The Tasmanian Aboriginal Centre’s Heather Sculthorpe said the lack of consultation was not acceptable.

“We were told about this report at the same time as everyone else, despite the fact that it was us to do all the work to keep the tracks closed,” she told ABC Radio Hobart.

“This is just the latest in the long line of battles, but it’s still not over so we’ll be absolutely vigilant until we know for sure there’s no more danger.”

Acting general manager of the Circular Head Aboriginal Corporation (CHAC) Dianne Baldock said she welcomed the report, but questioned how well controlled access would be.

“My question would be if there are no vehicles or ATVs allowed in that landscape area, does that mean all? Or do specific groups have any access to those sites?

“If it’s going to be locked up, it has to be locked up for everybody.”

CHAC Diane Baldock CEO
Dianne Baldock questioned how access to the area would be controlled.(Supplied: CHAC)

Peter Benson, a Smithton Aboriginal man and former head of CHAC, said the report was just a “first step”.

“There are a whole heap of stakeholders who haven’t been heard from.”

‘There’s going to be big backlash’

The Liberal Party’s promise to reopen the tracks created tensions back in 2014 — tensions locals say have simmered away in the following years.

Both Ms Baldock and Mr Benson have already heard talk of protests.

“There’s going to be a big backlash … the writing’s on the wall,” Mr Benson, who also predicted a swing towards independents away from the government at the next election off the back of the review, said.

Smithton local Adele Hugo attended the headline-making rally in 2014 and said she was “disappointed” to hear the tracks may remain closed.

Adele Hugo
Adele Hugo believes drivers should look after the area, but that they deserve access.(ABC News: Manika Champ)

“In that protest, there was a lot of people really interested in seeing this area and [driving] the Pieman,” she said.

“I love to go four-wheel driving down there, looking at our local area, we’re just so lucky.”

Ms Hugo said she acknowledged drivers need to look after the area, but she thought “drivers still deserved to use the area”.

“The promise has been broken and that’s really disappointing.”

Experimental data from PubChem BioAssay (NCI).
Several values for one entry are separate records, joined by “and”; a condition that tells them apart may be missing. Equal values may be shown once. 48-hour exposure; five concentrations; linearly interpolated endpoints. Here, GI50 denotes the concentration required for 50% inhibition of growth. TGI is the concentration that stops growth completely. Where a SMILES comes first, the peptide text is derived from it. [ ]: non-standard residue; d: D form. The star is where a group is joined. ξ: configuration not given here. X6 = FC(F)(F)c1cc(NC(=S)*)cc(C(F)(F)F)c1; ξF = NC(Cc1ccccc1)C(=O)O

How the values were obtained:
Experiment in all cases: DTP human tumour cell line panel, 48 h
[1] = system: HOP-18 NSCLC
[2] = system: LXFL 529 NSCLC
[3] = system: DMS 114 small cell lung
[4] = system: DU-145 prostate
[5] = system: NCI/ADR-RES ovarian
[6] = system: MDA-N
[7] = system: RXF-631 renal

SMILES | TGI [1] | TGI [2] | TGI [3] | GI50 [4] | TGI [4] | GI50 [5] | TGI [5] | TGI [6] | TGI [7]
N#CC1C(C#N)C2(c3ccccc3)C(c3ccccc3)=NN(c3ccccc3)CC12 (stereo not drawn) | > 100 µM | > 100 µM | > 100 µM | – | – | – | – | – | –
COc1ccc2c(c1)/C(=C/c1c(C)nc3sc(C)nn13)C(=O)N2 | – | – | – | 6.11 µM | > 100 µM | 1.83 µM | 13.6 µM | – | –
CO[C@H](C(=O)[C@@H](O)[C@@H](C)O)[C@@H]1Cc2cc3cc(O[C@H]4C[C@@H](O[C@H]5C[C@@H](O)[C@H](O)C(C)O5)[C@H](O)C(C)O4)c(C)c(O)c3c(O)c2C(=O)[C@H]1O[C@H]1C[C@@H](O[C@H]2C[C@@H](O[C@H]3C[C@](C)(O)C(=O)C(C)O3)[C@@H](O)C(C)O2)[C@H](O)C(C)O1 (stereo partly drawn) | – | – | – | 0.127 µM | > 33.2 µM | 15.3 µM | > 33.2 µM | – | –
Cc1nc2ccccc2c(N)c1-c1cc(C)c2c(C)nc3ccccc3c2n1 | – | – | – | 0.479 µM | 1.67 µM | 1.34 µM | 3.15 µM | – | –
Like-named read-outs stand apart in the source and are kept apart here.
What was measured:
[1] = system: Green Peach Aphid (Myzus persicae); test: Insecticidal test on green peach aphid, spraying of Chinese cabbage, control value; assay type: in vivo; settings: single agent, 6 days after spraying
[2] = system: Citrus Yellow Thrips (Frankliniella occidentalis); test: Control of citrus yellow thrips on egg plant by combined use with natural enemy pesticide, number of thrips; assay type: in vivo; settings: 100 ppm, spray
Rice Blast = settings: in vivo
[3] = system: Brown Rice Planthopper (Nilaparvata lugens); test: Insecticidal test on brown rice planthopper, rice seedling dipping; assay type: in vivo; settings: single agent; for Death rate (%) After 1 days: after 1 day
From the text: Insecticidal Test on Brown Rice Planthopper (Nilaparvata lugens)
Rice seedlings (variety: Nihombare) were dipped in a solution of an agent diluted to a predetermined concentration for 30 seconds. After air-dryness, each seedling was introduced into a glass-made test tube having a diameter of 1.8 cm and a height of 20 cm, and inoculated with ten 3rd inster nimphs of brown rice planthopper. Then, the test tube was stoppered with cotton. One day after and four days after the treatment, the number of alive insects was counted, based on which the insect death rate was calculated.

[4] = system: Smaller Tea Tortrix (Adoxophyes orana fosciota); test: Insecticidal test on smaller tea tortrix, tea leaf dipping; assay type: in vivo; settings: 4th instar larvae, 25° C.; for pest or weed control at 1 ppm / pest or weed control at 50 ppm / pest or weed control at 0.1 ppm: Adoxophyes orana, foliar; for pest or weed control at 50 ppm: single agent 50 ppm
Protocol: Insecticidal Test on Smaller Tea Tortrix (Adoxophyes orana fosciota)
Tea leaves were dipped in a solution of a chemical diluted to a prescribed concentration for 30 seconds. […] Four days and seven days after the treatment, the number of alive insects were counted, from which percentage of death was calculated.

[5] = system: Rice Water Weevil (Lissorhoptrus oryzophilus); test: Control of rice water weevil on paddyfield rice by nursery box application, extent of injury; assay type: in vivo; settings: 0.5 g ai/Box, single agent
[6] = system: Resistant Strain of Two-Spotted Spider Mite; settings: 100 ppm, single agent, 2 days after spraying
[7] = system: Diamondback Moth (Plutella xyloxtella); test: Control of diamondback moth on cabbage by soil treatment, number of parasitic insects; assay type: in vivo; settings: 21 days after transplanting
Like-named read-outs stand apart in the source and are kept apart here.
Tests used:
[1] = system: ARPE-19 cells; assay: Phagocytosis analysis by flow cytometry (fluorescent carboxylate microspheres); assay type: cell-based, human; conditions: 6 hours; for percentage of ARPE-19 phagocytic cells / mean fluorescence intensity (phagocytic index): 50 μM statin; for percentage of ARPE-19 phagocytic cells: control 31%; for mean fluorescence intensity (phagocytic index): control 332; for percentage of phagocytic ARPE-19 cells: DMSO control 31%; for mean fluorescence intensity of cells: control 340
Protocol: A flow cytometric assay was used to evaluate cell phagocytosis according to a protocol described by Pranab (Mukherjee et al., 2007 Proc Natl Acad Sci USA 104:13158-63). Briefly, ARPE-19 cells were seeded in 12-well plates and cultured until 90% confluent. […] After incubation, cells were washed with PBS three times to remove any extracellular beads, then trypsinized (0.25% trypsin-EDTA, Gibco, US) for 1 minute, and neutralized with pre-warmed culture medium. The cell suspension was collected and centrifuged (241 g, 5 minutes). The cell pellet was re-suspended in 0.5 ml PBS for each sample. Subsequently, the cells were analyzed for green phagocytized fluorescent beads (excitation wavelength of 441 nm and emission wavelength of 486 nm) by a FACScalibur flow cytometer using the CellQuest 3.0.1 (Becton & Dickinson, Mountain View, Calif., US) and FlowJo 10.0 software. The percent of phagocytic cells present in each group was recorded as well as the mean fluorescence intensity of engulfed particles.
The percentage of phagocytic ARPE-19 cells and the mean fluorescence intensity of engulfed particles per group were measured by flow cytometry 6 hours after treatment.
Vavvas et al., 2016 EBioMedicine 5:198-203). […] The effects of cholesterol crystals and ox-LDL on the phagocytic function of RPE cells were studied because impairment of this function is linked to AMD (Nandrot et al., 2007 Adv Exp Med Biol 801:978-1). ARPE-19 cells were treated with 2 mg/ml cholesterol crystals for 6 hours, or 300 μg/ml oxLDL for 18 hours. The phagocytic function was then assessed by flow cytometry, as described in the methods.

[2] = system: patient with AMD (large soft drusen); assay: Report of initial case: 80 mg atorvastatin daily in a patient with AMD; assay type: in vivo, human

Four-Wheel Drivers Tasmania’s Barney Campbell told ABC Radio Hobart he believed the previously suggested permit model, whereby drivers could use the tracks with specific permits and GPS monitoring, would have worked.

“We accept that Aboriginal heritage is there, but we believe that the model for reopening the tracks did allow for that,” he said.

A hiker walks along a track in the Arthur Pieman Conservation Area on Tasmania's north-west coast.
The Arthur Pieman Conservation Area contains ancient middens.(ABC News: Natalie Whiting)

The report found potential issues with compliance and cost with that model.

“The costs … have not been estimated but are likely to be considerable, and given the competing imperatives of capping vehicle numbers to limit impacts and reliance on vehicle permit fees for cost recovery, effective and ongoing impact mitigation may not be economically viable,” the report read.

He said if the three tracks in question could not be reopened, he’d be happy to talk to the government about using other tracks in the area instead.

Government to look at other tracks

In an afternoon press release, Parks Minister Jacquie Petrusma stopped short of saying the government would stop pursuing reopening the tracks.

“The government’s priority has always been the need to protect the significant cultural and natural values within the APCA, while allowing Tasmanians to fish, camp and explore the landscape,” she said.

“The government recognises the importance of recreational off-road vehicle access to many in the Tasmanian community and is committed to working with them to develop further opportunities on the West Coast.”

Ms Petrusma said the government would look at improving existing open tracks, building new campgrounds and developing new tracks.

Mr Campbell said he would be happy to see facilities improved, but was keen to see the detail.

In a joint statement, Labor politicians Michelle O’Byrne and Bastian Seidel backed the report.

“Given the Tasmanian government have embarked on a pathway to treaty with Tasmanian Aboriginal people, a commitment that has Labor’s full support, the government should now as a demonstration of good faith, confirm they will cease trying to reopen these tracks that have been closed since 2012,” they said.

The review is now being considered by the APCA Management Committee and further by the government. The government can decide whether to pursue federal environmental approvals to reopen the tracks.

Sign for the Arthur-Pieman
Four-wheel drive advocates believe a previously touted permit system would have worked.(Eliza Wood: ABC Rural)